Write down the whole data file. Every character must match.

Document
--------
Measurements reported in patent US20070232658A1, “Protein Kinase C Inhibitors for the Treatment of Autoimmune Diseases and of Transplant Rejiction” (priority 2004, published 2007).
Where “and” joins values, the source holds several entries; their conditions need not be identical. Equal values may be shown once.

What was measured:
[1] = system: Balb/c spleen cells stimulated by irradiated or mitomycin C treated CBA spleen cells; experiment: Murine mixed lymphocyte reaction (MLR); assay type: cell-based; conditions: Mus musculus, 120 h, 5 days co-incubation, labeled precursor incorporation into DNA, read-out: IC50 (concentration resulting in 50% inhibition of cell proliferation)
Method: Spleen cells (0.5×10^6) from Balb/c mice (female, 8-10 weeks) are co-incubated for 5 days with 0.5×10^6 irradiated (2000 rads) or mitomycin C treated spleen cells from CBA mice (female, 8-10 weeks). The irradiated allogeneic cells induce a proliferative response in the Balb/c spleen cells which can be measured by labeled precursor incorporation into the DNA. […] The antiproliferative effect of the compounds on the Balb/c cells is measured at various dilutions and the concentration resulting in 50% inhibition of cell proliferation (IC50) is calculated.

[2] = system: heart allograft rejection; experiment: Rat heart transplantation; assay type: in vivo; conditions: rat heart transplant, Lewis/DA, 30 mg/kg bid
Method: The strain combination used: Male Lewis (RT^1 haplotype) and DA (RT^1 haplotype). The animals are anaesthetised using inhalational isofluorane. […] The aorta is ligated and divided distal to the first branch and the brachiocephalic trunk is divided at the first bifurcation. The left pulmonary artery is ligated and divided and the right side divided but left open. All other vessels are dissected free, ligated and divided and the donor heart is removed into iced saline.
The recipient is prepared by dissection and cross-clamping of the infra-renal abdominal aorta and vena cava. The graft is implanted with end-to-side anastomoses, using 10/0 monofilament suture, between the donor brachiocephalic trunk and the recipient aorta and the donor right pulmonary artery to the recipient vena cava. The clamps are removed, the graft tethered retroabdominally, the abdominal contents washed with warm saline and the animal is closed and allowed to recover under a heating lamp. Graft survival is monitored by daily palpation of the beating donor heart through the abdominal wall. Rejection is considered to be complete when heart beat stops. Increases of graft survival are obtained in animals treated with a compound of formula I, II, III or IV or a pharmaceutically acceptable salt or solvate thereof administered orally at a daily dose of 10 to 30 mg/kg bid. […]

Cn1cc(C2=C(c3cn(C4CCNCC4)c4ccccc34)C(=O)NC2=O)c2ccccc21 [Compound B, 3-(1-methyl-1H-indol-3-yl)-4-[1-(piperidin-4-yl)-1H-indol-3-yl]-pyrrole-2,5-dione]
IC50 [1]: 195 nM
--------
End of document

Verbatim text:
Measurements reported in patent US20070232658A1, “Protein Kinase C Inhibitors for the Treatment of Autoimmune Diseases and of Transplant Rejiction” (priority 2004, published 2007).
Where “and” joins values, the source holds several entries; their conditions need not be identical. Equal values may be shown once.

What was measured:
[1] = system: Balb/c spleen cells stimulated by irradiated or mitomycin C treated CBA spleen cells; experiment: Murine mixed lymphocyte reaction (MLR); assay type: cell-based; conditions: Mus musculus, 120 h, 5 days co-incubation, labeled precursor incorporation into DNA, read-out: IC50 (concentration resulting in 50% inhibition of cell proliferation)
Method: Spleen cells (0.5×10^6) from Balb/c mice (female, 8-10 weeks) are co-incubated for 5 days with 0.5×10^6 irradiated (2000 rads) or mitomycin C treated spleen cells from CBA mice (female, 8-10 weeks). The irradiated allogeneic cells induce a proliferative response in the Balb/c spleen cells which can be measured by labeled precursor incorporation into the DNA. […] The antiproliferative effect of the compounds on the Balb/c cells is measured at various dilutions and the concentration resulting in 50% inhibition of cell proliferation (IC50) is calculated.

[2] = system: heart allograft rejection; experiment: Rat heart transplantation; assay type: in vivo; conditions: rat heart transplant, Lewis/DA, 30 mg/kg bid
Method: The strain combination used: Male Lewis (RT^1 haplotype) and DA (RT^1 haplotype). The animals are anaesthetised using inhalational isofluorane. […] The aorta is ligated and divided distal to the first branch and the brachiocephalic trunk is divided at the first bifurcation. The left pulmonary artery is ligated and divided and the right side divided but left open. All other vessels are dissected free, ligated and divided and the donor heart is removed into iced saline.
The recipient is prepared by dissection and cross-clamping of the infra-renal abdominal aorta and vena cava. The graft is implanted with end-to-side anastomoses, using 10/0 monofilament suture, between the donor brachiocephalic trunk and the recipient aorta and the donor right pulmonary artery to the recipient vena cava. The clamps are removed, the graft tethered retroabdominally, the abdominal contents washed with warm saline and the animal is closed and allowed to recover under a heating lamp. Graft survival is monitored by daily palpation of the beating donor heart through the abdominal wall. Rejection is considered to be complete when heart beat stops. Increases of graft survival are obtained in animals treated with a compound of formula I, II, III or IV or a pharmaceutically acceptable salt or solvate thereof administered orally at a daily dose of 10 to 30 mg/kg bid. […]

Cn1cc(C2=C(c3cn(C4CCNCC4)c4ccccc34)C(=O)NC2=O)c2ccccc21 [Compound B, 3-(1-methyl-1H-indol-3-yl)-4-[1-(piperidin-4-yl)-1H-indol-3-yl]-pyrrole-2,5-dione]
IC50 [1]: 195 nM